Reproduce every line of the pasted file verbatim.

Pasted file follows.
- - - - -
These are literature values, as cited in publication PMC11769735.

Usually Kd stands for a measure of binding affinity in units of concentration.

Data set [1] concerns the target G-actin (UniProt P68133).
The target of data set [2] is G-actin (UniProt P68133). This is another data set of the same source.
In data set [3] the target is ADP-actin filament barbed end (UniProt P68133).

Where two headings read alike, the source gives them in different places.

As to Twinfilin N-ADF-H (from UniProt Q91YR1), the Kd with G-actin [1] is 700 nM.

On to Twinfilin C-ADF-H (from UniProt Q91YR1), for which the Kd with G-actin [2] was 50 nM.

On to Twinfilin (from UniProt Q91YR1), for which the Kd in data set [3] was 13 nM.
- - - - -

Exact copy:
These are literature values, as cited in publication PMC11769735.

Usually Kd stands for a measure of binding affinity in units of concentration.

Data set [1] concerns the target G-actin (UniProt P68133).
The target of data set [2] is G-actin (UniProt P68133). This is another data set of the same source.
In data set [3] the target is ADP-actin filament barbed end (UniProt P68133).

Where two headings read alike, the source gives them in different places.

As to Twinfilin N-ADF-H (from UniProt Q91YR1), the Kd with G-actin [1] is 700 nM.

On to Twinfilin C-ADF-H (from UniProt Q91YR1), for which the Kd with G-actin [2] was 50 nM.

On to Twinfilin (from UniProt Q91YR1), for which the Kd in data set [3] was 13 nM.